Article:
To be relative or not to be. That is the question.

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To be relative or not to be. That is the question.

#1 Post by The QCC » Thu Nov 20, 2014 12:55 pm

Does a microscope photo have to be relative and have meaning or is it enough just to be pretty.
I found one of my first attempts at making crystals. The slide was a discard and not labeled but I believe it is ASA* (Aspirin).
I could not identify anything for certain, but Photo 1 looks pretty.

In photography, many people talk and write about Bokeh**. Is Bokeh relative in microphotography?
I did not have to try very hard to achieve it in Photo 2.

If Photo 3 is in fact ASA, do you really want this in your stomach?

* ASA, acetylsalicylic acid
** Bokeh is the aesthetic quality of the blur produced in the out-of-focus parts of an image produced by a lens.

Unknown specimen crystals
Canon 5D
Nikon PL 2.5x eyepiece
Labomed LB-592
Obj.: 10x & 20x Inf. Pol Plan
Stacking: CombineZP
Post processing: Adobe Lightroom

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Crater Eddie
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Re: To be relative or not to be. That is the question.

#2 Post by Crater Eddie » Thu Nov 20, 2014 1:45 pm

Dang! Looks pretty good to me.
Olympus BH-2 / BHTU with Olympus E-P1 MFT camera mounted
LOMO POLAM L-213 / BIOLAM L-211 hybrid
LOMO Multiscope (Biolam)

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Re: To be relative or not to be. That is the question.

#3 Post by JimT » Fri Nov 21, 2014 12:13 am

Depends on the intent. Lab work should be "Relative" and of interest to technicians. Microscope images can be "Pretty" and enjoyed by many. However, both can be both. JimT

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Re: To be relative or not to be. That is the question.

#4 Post by gekko » Fri Nov 21, 2014 2:41 pm

Very pretty.

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Re: To be relative or not to be. That is the question.

#5 Post by Oliver » Sat Nov 22, 2014 8:51 am

If you look at the photo contest winners (Nikon, Olympus have microphotography contests), then I think both aspects count. The images are pretty, but also are able to illustrate interesting scientific concepts or unusual perspectives or views. So they are "absolute" (i.e. absolutely pretty, a picture for its own sake) and "relative" (increasing our knowledge) at the same time. Absolute pictures are important, because they help to increase the interest in the sciences and make science accessible to the wider public. ... ompetition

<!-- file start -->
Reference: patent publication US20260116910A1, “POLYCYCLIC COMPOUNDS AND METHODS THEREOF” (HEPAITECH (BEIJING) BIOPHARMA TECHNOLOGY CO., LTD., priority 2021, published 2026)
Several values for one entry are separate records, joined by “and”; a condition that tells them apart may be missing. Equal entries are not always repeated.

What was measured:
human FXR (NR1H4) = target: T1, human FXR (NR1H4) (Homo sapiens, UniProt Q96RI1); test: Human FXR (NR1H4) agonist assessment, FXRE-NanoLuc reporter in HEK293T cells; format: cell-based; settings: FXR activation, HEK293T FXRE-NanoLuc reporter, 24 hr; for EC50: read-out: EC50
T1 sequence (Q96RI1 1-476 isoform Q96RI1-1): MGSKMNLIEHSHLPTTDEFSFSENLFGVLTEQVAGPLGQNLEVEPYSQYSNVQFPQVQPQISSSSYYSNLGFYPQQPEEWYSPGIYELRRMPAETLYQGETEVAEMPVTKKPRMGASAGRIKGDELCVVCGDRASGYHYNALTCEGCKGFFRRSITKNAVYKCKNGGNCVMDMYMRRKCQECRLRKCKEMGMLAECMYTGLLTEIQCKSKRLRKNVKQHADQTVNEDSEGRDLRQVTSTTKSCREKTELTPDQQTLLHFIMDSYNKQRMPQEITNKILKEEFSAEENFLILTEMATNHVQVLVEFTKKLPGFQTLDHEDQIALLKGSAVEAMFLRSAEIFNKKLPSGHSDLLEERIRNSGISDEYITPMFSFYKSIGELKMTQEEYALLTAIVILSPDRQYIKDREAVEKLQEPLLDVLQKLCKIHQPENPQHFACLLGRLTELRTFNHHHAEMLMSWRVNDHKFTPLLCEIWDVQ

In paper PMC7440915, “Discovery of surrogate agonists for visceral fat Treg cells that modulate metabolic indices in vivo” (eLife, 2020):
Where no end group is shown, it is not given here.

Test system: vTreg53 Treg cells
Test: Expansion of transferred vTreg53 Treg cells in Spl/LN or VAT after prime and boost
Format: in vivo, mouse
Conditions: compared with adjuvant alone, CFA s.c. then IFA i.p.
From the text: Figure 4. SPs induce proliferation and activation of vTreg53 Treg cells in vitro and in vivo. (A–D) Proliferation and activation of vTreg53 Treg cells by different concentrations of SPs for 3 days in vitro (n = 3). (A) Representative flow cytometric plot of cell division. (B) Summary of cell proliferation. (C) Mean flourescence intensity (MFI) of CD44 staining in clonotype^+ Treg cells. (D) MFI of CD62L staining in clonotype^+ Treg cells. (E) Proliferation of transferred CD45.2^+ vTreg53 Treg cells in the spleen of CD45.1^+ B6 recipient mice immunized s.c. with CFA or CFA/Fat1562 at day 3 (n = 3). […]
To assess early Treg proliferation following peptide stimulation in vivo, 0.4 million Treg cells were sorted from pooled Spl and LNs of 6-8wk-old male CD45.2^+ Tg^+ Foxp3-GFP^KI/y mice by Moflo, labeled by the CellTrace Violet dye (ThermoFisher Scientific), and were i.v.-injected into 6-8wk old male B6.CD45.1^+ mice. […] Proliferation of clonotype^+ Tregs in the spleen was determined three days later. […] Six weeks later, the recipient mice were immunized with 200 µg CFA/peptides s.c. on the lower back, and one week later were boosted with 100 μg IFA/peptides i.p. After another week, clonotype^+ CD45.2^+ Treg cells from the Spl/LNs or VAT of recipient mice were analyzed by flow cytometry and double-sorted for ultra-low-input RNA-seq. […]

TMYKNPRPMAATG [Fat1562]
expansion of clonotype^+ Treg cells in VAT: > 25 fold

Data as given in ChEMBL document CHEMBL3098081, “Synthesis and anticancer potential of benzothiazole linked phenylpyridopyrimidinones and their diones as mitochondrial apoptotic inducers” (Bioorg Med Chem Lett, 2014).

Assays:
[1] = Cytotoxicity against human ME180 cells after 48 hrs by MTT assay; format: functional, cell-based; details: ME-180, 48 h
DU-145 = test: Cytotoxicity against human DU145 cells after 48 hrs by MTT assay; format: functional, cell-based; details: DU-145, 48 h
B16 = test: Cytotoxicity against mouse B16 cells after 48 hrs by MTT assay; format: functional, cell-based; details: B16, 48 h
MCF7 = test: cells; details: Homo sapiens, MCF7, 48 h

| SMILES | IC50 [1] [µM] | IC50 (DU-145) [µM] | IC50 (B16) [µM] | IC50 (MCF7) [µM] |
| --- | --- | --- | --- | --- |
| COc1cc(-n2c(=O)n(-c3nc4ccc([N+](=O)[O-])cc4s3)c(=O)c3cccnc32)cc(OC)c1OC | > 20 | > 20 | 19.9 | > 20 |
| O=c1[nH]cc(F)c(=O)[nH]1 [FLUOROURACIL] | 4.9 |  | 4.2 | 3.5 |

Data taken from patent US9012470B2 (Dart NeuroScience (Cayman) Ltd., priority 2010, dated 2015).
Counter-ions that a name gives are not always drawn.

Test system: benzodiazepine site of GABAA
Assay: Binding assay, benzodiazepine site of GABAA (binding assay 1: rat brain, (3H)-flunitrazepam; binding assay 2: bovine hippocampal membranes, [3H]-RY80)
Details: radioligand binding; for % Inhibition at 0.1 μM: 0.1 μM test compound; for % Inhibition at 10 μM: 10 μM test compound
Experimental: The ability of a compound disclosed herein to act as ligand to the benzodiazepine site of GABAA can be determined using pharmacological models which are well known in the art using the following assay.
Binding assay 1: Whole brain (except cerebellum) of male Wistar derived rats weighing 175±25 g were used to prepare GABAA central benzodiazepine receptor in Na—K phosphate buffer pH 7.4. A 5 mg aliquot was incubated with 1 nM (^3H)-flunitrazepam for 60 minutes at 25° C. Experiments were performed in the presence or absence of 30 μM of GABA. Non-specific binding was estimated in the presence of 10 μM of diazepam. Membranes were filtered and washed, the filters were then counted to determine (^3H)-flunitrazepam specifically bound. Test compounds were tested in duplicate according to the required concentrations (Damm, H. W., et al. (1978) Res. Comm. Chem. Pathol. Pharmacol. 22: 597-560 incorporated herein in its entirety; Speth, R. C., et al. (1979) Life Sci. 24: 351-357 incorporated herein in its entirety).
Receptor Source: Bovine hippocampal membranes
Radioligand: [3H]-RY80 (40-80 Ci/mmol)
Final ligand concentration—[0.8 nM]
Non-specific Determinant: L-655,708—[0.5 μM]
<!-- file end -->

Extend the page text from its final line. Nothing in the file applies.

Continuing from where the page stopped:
I think that the discussion is quite fundamental to the arts in general. Should art serve a purpose or should it just be there for its own sake? Quotes from Oscar Wilde comes into my mind here: "Beauty is the only thing that time cannot harm." and "All art is quite useless". So he is more on the "absolute" side of the scale. And who would have thought that Oscar Wilde even has quotes for us microscopists? "The secret of life is in art." and "Nature constantly imitates art.".

I have pictures of vitamin C and citric acid crystals under polarised light hanging in my living room and I like to look at them. They are more on the "absolute" side of the spectrum. But the "purpose" is the same for absolute and relative pictures: Both knowledge (relative) and aesthetic appeal (absolute) serve to achieve personal satisfaction. Microscopy widens our horizons, both on an artistic as well as on intellectual level.

Having said that, I think that there are now two new terms in scientific photography: "absolute" and "relative"! And I better quit now, before I get totally carried away.....

Microartistic greetings,
Image Oliver Kim - - Microscopes: Olympus CH40 - Olympus CH-A - Breukhoven BMS student microscope - Euromex stereo - uSCOPE MXII

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And add another word to scientific photography.

#6 Post by The QCC » Sat Nov 22, 2014 5:29 pm

Irreverent. As in almost sacrilegious.

I read Oliver's reply several times and really like what he wrote.

But to paraphrase Oscar WIlde "Art is made to be loved, not understood."

The posted image has no relevance scientifically and is absolutely not beautiful and probably sacrilegious to a hard core microscopist.

We have a Calico cat that is the darling creature of my wife. Whenever she sees one of my microscope photos she says "It would look better with a cat in it."

At the time I was showing her a photo of Safranin. Trying as hard as I could, I could not find a place in the Safranin photo to put a cat.

But, a Safranin photo folded, mirrored and layered with a DarkField photo of Safranin and other manipulations in Photoshop produced what I envisioned as cat faces.

She was not impressed.


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